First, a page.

The Wisconsin Film Festival is starting up, and that means there’s a fresh collection of films, both new and old, to check out.

From experimental foreign movies to independent films from the Dairy State itself, there’s quite a selection to choose from. The Badger Herald has peeped the list of films and selected its top three that ought to be compelling.

Serial Killer 1

There’s nothing like a good crime thriller to get the adrenaline going, especially one based on a true story.  “Serial Killer 1” is a French film set in ’90s Paris about the police task force charged with taking down “the beast of the Bastille,” a serial killer responsible for the deaths of many women.

From the trailer, this movie is about the task force coming to terms with the darkest reaches of humanity while they battle their own. For fans of a dark, gripping narrative or simply foreign cinema, don’t miss “Serial Killer 1.”

Age of Cannibals

“Age of Cannibals” is a German film, which fits in perfectly with others that have grown very popular over the past few years. It represents a German take on the privileges of the 1 percent in a black comedy resembling something like “The Wolf of Wall Street” or “The Big Short.”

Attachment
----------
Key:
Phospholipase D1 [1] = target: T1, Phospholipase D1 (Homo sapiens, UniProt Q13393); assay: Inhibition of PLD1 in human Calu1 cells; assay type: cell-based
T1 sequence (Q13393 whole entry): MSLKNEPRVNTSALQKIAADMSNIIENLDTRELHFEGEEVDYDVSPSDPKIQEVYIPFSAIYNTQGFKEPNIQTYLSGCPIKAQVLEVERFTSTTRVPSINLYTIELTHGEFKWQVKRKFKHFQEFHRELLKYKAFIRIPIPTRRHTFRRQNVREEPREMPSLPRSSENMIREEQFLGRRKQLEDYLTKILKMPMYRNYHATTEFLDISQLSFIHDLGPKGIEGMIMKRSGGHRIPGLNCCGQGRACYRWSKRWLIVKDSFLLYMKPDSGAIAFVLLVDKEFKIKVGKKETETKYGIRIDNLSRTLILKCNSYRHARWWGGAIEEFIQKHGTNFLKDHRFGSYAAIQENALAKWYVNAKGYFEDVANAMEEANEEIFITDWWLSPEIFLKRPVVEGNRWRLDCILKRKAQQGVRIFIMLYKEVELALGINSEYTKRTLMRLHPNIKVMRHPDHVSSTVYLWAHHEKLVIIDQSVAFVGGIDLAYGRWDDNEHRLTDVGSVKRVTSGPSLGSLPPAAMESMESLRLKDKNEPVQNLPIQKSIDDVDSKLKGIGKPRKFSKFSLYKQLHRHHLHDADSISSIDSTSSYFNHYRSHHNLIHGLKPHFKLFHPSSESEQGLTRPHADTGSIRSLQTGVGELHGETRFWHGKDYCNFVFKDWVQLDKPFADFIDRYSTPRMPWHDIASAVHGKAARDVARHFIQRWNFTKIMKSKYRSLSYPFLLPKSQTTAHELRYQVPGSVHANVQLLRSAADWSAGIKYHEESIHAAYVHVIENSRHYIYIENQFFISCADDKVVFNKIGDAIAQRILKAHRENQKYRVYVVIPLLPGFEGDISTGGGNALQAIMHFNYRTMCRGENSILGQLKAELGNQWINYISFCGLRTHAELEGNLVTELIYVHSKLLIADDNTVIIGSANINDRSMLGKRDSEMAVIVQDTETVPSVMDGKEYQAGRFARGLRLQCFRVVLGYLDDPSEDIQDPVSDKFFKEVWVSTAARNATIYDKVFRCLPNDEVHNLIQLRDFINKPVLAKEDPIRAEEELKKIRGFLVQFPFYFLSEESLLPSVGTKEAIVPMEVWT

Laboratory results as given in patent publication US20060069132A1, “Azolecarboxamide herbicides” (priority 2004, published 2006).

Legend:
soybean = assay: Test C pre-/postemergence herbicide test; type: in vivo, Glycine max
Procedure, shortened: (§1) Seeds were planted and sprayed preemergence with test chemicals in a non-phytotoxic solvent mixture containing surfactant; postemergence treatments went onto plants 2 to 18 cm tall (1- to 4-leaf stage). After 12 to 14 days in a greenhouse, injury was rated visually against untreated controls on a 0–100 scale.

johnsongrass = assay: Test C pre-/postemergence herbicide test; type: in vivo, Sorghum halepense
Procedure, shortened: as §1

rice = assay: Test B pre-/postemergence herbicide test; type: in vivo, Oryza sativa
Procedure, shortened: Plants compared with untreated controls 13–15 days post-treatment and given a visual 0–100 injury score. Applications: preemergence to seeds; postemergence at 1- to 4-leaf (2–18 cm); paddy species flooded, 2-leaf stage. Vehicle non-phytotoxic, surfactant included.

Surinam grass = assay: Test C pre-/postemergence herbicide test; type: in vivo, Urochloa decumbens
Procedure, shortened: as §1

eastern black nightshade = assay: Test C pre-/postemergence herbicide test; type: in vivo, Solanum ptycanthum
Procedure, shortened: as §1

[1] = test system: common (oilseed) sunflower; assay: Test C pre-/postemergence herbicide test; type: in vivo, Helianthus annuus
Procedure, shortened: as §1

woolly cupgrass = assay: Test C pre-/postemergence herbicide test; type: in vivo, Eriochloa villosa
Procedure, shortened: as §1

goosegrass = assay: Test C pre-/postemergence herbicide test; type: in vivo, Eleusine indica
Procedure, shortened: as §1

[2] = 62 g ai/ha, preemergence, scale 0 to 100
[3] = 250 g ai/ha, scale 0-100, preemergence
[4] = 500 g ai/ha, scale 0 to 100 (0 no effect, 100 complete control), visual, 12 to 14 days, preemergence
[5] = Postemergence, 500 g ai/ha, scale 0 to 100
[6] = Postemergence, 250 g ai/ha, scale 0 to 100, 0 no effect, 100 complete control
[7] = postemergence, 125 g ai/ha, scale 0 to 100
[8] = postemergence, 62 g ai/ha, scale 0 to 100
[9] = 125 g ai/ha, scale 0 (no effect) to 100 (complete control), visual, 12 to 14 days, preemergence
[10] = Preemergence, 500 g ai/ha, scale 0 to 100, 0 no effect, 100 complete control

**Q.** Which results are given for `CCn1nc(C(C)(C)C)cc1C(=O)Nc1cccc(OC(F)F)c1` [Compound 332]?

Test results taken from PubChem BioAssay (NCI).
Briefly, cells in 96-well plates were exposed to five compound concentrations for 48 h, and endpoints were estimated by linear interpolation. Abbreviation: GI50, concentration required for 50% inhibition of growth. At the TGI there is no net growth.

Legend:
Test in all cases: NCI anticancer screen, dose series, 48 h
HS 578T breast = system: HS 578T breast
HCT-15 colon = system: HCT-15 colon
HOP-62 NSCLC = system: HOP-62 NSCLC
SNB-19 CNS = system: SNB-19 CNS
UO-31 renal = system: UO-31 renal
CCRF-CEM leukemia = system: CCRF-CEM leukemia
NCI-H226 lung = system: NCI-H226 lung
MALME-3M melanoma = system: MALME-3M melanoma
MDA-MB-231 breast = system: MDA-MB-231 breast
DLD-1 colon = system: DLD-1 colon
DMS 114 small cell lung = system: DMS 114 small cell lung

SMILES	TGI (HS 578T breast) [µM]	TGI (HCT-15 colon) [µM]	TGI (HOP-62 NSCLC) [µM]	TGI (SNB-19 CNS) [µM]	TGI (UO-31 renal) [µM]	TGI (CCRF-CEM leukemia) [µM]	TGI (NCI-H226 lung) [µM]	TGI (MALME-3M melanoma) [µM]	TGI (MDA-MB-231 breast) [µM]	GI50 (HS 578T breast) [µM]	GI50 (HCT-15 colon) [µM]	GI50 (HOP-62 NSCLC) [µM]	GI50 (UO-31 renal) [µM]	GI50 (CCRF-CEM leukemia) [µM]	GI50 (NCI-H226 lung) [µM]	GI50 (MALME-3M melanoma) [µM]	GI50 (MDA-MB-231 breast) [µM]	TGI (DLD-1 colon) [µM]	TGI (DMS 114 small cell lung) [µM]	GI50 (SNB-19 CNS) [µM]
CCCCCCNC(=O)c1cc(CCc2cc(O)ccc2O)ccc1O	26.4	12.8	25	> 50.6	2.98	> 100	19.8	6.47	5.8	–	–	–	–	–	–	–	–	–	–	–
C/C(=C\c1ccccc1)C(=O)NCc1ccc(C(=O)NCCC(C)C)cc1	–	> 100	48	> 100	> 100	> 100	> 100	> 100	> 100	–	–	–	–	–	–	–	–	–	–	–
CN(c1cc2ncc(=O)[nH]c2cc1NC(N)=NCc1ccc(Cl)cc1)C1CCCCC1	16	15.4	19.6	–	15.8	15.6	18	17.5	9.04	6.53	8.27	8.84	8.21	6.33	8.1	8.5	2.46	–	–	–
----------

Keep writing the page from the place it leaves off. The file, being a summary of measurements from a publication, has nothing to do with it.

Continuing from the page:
This film, however, takes place completely within the walls of a hotel, so it promises to provide an interesting and different experience while offering scathing social commentary about corporate culture that many have come to appreciate in the years after the 2008 financial collapse.

Its numerous awards give even more of a reason to go out and see just what people in the business world are willing to do to get ahead.


Satire is perfect for those who enjoy comedy and drama — and when one throws in dialogue completely in the form of grunting and other simian language, it’s very difficult not to be entertained.

According to the film’s description, the comedy can be over the top, but never distracts from the meat of the film, which, despite the nonsensical language, makes sense as a moving story. Though the characters literally act like apes, “AAAAAAAAH!” draws upon some pretty heavy stuff.

And while the characters cope with grief in the strangest of ways, the almost barbaric nature of their behavior isn’t “all that far-fetched,” according to the festival website. Maybe in the end, we’re not so civilized after all.

The festival will run from April 14-21.